Walking, a complex activity, is often performed simultaneously with other tasks such as conversing, reading signs, or making decisions. Notably, for many individuals over 65, this dual-tasking can impair walking performance and potentially cause instability. Intriguingly, older adults who struggle more with multitasking face higher risks of negative health consequences, including falls and dementia.
A recent study published in Lancet Healthy Longevity revealed that the capacity to dual-task while walking begins to deteriorate at 55 years old, a full decade earlier than the traditionally-defined “old age” threshold of 65. Moreover, this decline in the ability to walk and talk simultaneously was found to be attributed not to physical changes, but rather to cognitive shifts and alterations in brain function.
“Our results suggest that in middle age, poor dual-task walking performance might be an indicator of accelerated brain aging or an otherwise pre-symptomatic neurodegenerative condition,” said primary co-author Junhong Zhou, Ph.D., Assistant Scientist I, Hinda and Arthur Marcus Institute for Aging Research.
“We assessed a large number of individuals between the ages of 40 and 64 years who are part of a study called the Barcelona Brain Health Initiative (BBHI). We observed that the ability to walk under normal, quiet conditions remained relatively stable across this age range. However, even in this relatively healthy cohort, when we asked participants to walk and at the same time perform a mental arithmetic task, we were able to observe subtle yet important changes in gait starting in the middle of the sixth decade of life.”
“This means that a simple test of dual-task walking, which probes the brain’s ability to perform two tasks at the same time, can uncover early, age-related changes in brain function that may signify an increased risk of developing dementia in later life,” said Zhou.
“Our results suggest that in middle age, poor dual-task walking performance might be an indicator of accelerated brain aging or an otherwise pre-symptomatic neurodegenerative condition.” — Junhong Zhou, Ph.D.
The paper stemmed from a unique collaboration between researchers at the Hinda and Arthur Marcus Institute at Hebrew SeniorLife in Boston and the Guttmann Institut in Barcelona, Spain, where the population-based Barcelona Brain Health Initiative (BBHI) is being conducted. The Principal Investigator of the BBHI is Prof. David Batres-Faz from the University of Barcelona, and Dr. Alvaro Pascual-Leone, the medical director of the Deanna and Sidney Wolk Center for Memory Health, and a Senior Scientist at Hinda and Arthur Marcus Institute for Aging Research at Hebrew SeniorLife, and who serves as Scientific Director of the BBHI.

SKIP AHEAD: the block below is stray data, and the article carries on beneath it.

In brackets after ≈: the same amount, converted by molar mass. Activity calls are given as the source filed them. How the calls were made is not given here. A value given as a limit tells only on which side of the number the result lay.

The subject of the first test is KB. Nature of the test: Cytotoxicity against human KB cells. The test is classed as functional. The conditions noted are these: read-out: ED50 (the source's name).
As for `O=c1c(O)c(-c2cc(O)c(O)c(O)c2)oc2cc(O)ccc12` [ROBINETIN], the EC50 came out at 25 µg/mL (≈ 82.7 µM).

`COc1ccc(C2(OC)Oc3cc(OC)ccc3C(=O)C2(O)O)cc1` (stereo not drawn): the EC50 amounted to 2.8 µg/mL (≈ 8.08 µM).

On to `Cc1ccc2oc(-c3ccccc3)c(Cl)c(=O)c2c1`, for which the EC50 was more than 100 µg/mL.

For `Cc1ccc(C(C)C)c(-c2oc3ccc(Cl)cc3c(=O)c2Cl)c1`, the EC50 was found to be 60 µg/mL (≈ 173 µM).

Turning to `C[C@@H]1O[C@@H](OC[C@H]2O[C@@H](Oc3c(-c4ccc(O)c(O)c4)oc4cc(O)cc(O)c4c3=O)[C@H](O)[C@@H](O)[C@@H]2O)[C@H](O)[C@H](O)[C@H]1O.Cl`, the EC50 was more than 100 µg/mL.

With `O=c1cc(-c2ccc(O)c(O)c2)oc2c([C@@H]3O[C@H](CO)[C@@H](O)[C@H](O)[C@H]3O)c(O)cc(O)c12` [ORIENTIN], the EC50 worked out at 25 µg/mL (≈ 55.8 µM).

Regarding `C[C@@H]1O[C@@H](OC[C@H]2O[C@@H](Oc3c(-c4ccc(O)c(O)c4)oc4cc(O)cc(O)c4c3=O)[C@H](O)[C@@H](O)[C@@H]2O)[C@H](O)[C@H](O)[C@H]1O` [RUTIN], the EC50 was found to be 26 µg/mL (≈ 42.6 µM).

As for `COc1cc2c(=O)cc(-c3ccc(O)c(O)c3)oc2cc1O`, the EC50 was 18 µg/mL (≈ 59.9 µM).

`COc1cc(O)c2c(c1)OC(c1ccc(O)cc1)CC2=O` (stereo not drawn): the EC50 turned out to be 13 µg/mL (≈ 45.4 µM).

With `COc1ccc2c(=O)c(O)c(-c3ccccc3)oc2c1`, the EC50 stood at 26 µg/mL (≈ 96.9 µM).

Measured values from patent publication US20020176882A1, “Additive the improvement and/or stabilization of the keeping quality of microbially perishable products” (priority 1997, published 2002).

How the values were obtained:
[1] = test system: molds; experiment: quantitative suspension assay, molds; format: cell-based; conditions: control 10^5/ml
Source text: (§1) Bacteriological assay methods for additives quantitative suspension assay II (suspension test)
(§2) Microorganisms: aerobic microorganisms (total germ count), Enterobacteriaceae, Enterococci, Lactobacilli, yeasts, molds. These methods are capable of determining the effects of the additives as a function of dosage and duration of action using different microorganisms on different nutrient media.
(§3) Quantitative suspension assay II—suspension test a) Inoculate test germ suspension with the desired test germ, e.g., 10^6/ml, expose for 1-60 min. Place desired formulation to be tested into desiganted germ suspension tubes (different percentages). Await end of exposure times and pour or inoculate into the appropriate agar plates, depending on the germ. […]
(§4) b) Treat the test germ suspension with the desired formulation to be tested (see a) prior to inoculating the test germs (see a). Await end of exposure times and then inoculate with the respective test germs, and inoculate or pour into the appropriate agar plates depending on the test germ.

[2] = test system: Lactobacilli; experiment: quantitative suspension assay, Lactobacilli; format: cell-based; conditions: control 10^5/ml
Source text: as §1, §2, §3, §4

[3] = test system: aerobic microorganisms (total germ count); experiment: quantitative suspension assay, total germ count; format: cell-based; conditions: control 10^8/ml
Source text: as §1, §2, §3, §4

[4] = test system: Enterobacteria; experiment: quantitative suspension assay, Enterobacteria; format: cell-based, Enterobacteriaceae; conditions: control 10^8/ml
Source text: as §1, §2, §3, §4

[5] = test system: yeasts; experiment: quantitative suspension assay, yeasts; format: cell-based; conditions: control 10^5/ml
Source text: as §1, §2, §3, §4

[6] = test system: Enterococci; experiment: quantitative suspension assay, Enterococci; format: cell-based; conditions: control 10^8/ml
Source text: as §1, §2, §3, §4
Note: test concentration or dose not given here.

“As compared to walking quietly, walking under dual-task conditions adds stress to the motor control system because the two tasks (walking and mental arithmetic, for example) must compete for shared resources in the brain. What we believe is that the ability to handle this stress and adequately maintain performance in both tasks is a critical brain function that tends to be diminished in older age. Our study is important because it has discovered that changes in this type of brain resilience occur much earlier than previously believed,” said Zhou.
“Now, we have a clearer picture of age-related changes in the control of walking and how this relates to cognitive and brain health,” said Zhou. “Importantly though, while we observed that dual-task walking tended to diminish with advancing age across the entire cohort, not everyone in the study fit into this description. For example, we observed that a portion of participants over the age of 60 years who performed the dual task test as well as participants aged 50, or even younger. This means that dual-task walking performance does not necessarily decline as we get older, and, that some individuals appear more resistant to the effects of aging. We hope that our study will spur future research attempts to discover lifestyle and other modifiable factors that support the maintenance of dual-task performance into old age, as well as interventions that target these factors.”
Reference: “The age-related contribution of cognitive function to dual-task gait in middle-aged adults in Spain: observations from a population-based study” by Junhong Zhou, Gabriele Cattaneo, Wanting Yu, On-Yee Lo, Natalia A Gouskova, Selma Delgado-Gallén, Maria Redondo-Camós, Goretti España-Irla, Javier Solana-Sánchez, Josep M Tormos, Lewis A Lipsitz, David Bartrés-Faz, Alvaro Pascual-Leone and Brad Manor, 1 March 2023, The Lancet Healthy Longevity.
Findings: 996 people were recruited to the BBHI study between May 5, 2018, and July 7, 2020, of which 640 participants completed gait and cognitive assessments during this time (mean 24 days [SD 34] between first and second visit) and were included in our analysis (342 men and 298 women). Non-linear associations were observed between age and dual-task performance. Starting at 54 years, the DTC to stride time (β=0·27 [95% CI 0·11 to 0·36]; p<0·0001) and stride time variability (0·24 [0·08 to 0·32]; p=0·0006) increased with advancing age. In individuals aged 54 years or older, decreased global cognitive function correlated with increased DTC to stride time (β=–0·27 [–0·38 to –0·11]; p=0·0006) and increased DTC to stride time variability (β=–0·19 [–0·28 to –0·08]; p=0·0002).
The study was funded by the La Caixa Foundation, Institut Guttmann, and Fundació Abertis. Junhong Zhou and Brad Manor are supported by grants from the National Institute on Aging.
So, what was the math test you used? The article is almost meaningless without that.